Are You Expecting Too Much from Your Child?

There is a saying that goes: Expectations are premeditated resentments. A universal truth in any relationship is assuming all the ways that another person should, could, or would behave, and feeling disappointed when these expectations aren’t met. The same goes with our children. We have so many aspirations for our kids, and our love for them is beyond a shadow of a doubt. We want to give them the best life possible and often, that means giving them all that we were deprived of when we were growing up. But in return, are you expecting too much from your child? Read up on some ways that can help tell you if you are.

Are You Expecting Too Much from Your Child?

 

You take it personally when your child doesn't perform or behave the way you want.

A study suggests that pushy parents try to live vicariously through their children because they see them not as individuals, but as extensions of themselves. The more that parents see their child as part of themselves, the greater the likelihood is of them wanting their offspring to fulfill their own failed dreams, researchers found. So before you nudge your child toward a certain path or hobby, ask yourself: Is this what my kid wants or is this what I would’ve wanted for myself, given the opportunity?

 

You compare your kids to others.

Sometimes the sole motivation of comparing your children to others is to instigate a sense of competition in them, but no two people are the same. Your child will have his own individuality–different interests, strengths, talents, and speeds of adaptability. Albert Einstein wrote, “Everybody is a genius. But if you judge a fish by its ability to climb a tree, it will live its whole life believing that it is stupid.” When you compare your child to others, you are expecting them to be more like someone they are not. That can only be hurtful, even if that’s not your intention.

 

You micromanage activities.

“Micromanagement goes against natural development,” says clinical psychologist and author Marc Nemiroff, PhD. “It takes away the child’s experience and impedes his learning how to handle himself in the world. Part of the job of the parent is not to do everything for the child, but to help him do things more and more independently.” That means allowing your child to make more decisions for himself or herself–decisions like what s/he chooses to wear, whether or not s/he did his homework, or what activities s/he does with his or her free time. Interfere less and learn to trust that it is not what you do for your children, but what you have taught them to do for themselves that will make them successful human beings.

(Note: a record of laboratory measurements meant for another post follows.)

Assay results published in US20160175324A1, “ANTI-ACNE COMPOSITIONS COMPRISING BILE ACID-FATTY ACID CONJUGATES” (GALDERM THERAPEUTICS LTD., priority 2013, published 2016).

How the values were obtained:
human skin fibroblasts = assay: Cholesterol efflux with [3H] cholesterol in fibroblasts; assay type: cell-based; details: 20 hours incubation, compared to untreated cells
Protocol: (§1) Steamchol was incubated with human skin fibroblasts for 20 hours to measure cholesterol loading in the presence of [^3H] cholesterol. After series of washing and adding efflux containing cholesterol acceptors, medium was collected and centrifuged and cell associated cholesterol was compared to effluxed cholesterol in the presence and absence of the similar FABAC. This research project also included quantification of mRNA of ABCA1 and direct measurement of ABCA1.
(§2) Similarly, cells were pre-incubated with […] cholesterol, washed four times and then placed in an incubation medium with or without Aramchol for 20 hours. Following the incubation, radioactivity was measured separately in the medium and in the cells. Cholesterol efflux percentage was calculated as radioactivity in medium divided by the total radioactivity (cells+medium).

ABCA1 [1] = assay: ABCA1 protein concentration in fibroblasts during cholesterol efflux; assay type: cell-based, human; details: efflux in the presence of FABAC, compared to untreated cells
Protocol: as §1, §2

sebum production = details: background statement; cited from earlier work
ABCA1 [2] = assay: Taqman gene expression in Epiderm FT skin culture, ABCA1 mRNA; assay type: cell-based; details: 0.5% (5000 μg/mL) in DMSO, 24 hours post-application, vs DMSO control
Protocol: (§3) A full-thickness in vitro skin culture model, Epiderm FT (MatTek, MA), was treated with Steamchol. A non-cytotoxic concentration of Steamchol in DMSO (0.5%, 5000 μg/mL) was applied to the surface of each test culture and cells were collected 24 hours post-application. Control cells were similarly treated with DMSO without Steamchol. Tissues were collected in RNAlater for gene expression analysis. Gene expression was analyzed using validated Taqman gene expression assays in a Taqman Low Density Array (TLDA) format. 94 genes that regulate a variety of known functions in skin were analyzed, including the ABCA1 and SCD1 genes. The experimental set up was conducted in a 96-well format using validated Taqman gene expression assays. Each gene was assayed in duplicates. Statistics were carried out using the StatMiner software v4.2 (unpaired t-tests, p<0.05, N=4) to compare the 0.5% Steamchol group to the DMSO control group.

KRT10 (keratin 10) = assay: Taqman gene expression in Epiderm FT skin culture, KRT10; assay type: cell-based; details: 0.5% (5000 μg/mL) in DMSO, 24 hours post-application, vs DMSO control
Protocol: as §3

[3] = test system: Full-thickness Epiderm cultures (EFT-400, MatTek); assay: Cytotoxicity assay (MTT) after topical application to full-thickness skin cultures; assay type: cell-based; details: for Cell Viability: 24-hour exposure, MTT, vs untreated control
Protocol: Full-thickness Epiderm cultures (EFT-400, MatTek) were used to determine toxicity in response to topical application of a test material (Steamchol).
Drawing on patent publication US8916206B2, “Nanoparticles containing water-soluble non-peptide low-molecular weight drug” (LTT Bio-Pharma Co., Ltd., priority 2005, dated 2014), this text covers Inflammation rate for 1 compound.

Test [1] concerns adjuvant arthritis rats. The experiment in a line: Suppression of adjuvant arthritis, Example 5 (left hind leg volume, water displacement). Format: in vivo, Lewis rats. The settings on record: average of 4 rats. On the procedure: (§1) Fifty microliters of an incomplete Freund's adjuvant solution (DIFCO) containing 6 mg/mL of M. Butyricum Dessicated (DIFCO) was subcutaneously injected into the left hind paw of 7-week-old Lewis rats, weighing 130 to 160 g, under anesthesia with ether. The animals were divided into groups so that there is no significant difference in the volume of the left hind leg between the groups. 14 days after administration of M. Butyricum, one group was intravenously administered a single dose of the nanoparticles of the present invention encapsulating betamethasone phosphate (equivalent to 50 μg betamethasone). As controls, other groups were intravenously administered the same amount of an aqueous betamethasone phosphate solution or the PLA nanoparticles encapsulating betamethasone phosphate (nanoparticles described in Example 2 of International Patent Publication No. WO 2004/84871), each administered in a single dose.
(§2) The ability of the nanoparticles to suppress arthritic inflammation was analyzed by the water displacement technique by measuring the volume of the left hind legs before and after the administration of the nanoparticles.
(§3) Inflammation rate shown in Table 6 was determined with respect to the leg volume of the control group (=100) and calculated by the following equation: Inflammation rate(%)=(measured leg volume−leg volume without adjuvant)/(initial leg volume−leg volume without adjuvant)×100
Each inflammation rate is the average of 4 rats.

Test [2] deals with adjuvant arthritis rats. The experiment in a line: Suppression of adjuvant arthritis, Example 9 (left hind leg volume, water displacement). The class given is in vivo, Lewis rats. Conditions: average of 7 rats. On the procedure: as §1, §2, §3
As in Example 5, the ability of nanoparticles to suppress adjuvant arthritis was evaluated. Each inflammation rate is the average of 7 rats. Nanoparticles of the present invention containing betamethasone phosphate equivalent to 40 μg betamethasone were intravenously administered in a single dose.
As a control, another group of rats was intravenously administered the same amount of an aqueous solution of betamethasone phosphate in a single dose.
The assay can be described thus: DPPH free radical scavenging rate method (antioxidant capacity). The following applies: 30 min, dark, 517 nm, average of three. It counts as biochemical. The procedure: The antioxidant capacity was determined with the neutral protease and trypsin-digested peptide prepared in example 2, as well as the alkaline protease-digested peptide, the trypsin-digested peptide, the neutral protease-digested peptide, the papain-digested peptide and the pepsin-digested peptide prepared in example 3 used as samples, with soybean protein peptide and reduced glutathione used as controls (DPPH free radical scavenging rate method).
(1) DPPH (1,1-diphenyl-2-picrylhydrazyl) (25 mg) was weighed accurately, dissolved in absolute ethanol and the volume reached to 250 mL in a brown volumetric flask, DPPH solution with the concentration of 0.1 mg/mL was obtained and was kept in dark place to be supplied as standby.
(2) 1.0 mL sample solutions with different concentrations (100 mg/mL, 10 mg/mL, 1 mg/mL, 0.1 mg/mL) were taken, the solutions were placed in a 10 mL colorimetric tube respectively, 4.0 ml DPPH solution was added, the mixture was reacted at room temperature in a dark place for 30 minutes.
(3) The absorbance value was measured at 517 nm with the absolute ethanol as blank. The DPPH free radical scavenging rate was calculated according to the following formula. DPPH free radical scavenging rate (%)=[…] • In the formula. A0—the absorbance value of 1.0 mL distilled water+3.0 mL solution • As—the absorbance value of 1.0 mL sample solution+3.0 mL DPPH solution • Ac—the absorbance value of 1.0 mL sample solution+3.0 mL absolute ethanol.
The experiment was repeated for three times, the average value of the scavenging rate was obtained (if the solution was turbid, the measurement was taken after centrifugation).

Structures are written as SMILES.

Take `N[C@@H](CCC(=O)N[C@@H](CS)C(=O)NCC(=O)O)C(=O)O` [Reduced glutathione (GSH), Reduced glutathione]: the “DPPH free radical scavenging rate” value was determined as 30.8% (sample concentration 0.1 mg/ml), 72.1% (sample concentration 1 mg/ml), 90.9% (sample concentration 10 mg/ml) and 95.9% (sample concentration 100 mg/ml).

You argue with adults over how they treat your child.

There is nothing wrong with setting appropriate boundaries. But, parents who frequently argue with teachers, coaches, and other caregivers about their rules or the way their child is treated may deprive kids of the benefit of learning to adjust in different environments. As the saying goes: “Prepare your child for the road, not the road for your child.”

 

You find yourself telling your child that a lot of situations are "Do-or-Die".

For many parents, it becomes a habit to treat each test, competition, or performance like it’s the only one that matters. Turn on any reality show like Dance Moms or The Voice Kids and see. Unfortunately, these kinds of influences seep into our everyday experiences. Real life isn’t as dramatic as television. Try reminding yourself–and your child–that there are many opportunities to shine and the outcome of most events aren’t going to be life-altering. When you relax as a parent, your children will realize that they don’t have to jump through hoops to win your approval. The truth is, we love our kids unconditionally. We only need to show them more that we do.

 

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